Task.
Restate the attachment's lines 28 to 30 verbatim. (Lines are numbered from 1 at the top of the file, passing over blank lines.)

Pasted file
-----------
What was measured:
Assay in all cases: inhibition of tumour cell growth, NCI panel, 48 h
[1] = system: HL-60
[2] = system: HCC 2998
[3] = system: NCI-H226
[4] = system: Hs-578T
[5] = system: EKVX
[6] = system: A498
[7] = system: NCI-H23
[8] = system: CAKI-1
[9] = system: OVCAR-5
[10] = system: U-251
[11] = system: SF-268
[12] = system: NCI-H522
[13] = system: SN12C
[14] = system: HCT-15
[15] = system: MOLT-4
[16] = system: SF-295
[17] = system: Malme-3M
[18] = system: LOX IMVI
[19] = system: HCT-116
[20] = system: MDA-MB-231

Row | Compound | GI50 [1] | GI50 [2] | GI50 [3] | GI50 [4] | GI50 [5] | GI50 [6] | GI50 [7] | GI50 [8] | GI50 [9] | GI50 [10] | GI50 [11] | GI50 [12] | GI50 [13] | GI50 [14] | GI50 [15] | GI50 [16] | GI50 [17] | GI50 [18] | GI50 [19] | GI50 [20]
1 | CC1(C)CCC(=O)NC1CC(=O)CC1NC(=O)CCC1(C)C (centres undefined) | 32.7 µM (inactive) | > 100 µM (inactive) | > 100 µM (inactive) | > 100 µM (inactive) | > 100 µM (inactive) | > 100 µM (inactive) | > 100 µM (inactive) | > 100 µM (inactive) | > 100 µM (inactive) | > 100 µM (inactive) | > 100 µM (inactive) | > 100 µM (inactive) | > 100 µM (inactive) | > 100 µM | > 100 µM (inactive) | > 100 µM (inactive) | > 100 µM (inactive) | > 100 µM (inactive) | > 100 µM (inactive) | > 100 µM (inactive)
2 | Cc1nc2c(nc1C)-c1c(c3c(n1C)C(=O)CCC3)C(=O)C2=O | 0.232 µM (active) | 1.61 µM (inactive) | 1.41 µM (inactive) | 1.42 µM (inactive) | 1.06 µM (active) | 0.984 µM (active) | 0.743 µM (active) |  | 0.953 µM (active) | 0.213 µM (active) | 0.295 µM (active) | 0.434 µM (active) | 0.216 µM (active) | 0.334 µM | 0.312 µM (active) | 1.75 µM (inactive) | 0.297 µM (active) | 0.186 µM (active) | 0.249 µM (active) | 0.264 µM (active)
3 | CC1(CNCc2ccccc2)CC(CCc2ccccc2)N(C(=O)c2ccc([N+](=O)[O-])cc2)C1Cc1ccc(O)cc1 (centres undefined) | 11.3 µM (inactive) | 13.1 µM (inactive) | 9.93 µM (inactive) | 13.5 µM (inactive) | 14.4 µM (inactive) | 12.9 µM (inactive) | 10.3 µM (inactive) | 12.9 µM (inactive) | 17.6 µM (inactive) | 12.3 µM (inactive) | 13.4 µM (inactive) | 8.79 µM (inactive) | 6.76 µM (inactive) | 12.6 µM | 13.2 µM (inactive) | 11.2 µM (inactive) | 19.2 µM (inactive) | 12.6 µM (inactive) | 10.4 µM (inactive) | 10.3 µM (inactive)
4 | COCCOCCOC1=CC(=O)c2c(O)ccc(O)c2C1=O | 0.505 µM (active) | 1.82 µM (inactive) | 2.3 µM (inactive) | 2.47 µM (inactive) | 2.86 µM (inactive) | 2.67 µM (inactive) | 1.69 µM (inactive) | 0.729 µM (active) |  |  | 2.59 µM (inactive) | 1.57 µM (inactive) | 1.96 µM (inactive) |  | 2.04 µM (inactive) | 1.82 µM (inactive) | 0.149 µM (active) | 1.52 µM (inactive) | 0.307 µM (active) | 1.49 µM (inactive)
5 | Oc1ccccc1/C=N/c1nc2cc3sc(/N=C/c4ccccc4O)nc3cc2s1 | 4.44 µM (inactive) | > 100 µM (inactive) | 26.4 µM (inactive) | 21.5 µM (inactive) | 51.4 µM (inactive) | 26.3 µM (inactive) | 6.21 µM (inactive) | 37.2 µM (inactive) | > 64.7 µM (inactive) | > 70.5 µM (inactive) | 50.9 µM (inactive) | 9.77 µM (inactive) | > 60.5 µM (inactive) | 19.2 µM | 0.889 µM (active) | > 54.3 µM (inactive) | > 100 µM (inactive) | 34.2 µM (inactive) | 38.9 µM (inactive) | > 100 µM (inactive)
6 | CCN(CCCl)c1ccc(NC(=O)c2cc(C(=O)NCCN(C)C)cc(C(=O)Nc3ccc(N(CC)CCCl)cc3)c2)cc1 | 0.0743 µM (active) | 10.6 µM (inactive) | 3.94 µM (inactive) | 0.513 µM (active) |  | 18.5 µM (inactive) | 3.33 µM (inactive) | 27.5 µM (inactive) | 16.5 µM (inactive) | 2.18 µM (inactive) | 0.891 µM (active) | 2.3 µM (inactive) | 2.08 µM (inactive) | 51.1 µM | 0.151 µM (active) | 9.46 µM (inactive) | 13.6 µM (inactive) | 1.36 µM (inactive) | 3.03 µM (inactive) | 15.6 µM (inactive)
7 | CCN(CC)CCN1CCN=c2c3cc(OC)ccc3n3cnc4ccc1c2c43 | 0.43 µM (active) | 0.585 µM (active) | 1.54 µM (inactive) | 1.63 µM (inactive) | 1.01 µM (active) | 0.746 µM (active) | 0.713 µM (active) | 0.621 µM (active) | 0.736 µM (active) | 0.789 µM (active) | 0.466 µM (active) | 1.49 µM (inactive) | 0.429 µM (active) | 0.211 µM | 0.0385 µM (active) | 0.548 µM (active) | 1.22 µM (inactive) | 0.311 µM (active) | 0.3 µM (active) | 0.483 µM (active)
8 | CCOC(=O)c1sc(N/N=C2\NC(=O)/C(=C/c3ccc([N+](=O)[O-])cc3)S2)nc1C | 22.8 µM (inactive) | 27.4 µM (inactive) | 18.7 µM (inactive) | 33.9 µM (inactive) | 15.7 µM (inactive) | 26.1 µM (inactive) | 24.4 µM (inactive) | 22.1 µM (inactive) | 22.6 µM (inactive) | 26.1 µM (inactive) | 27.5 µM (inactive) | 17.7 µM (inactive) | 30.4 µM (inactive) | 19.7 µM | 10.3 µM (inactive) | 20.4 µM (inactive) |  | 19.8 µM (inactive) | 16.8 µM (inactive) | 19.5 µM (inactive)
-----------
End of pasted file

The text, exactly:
5 | Oc1ccccc1/C=N/c1nc2cc3sc(/N=C/c4ccccc4O)nc3cc2s1 | 4.44 µM (inactive) | > 100 µM (inactive) | 26.4 µM (inactive) | 21.5 µM (inactive) | 51.4 µM (inactive) | 26.3 µM (inactive) | 6.21 µM (inactive) | 37.2 µM (inactive) | > 64.7 µM (inactive) | > 70.5 µM (inactive) | 50.9 µM (inactive) | 9.77 µM (inactive) | > 60.5 µM (inactive) | 19.2 µM | 0.889 µM (active) | > 54.3 µM (inactive) | > 100 µM (inactive) | 34.2 µM (inactive) | 38.9 µM (inactive) | > 100 µM (inactive)
6 | CCN(CCCl)c1ccc(NC(=O)c2cc(C(=O)NCCN(C)C)cc(C(=O)Nc3ccc(N(CC)CCCl)cc3)c2)cc1 | 0.0743 µM (active) | 10.6 µM (inactive) | 3.94 µM (inactive) | 0.513 µM (active) |  | 18.5 µM (inactive) | 3.33 µM (inactive) | 27.5 µM (inactive) | 16.5 µM (inactive) | 2.18 µM (inactive) | 0.891 µM (active) | 2.3 µM (inactive) | 2.08 µM (inactive) | 51.1 µM | 0.151 µM (active) | 9.46 µM (inactive) | 13.6 µM (inactive) | 1.36 µM (inactive) | 3.03 µM (inactive) | 15.6 µM (inactive)
7 | CCN(CC)CCN1CCN=c2c3cc(OC)ccc3n3cnc4ccc1c2c43 | 0.43 µM (active) | 0.585 µM (active) | 1.54 µM (inactive) | 1.63 µM (inactive) | 1.01 µM (active) | 0.746 µM (active) | 0.713 µM (active) | 0.621 µM (active) | 0.736 µM (active) | 0.789 µM (active) | 0.466 µM (active) | 1.49 µM (inactive) | 0.429 µM (active) | 0.211 µM | 0.0385 µM (active) | 0.548 µM (active) | 1.22 µM (inactive) | 0.311 µM (active) | 0.3 µM (active) | 0.483 µM (active)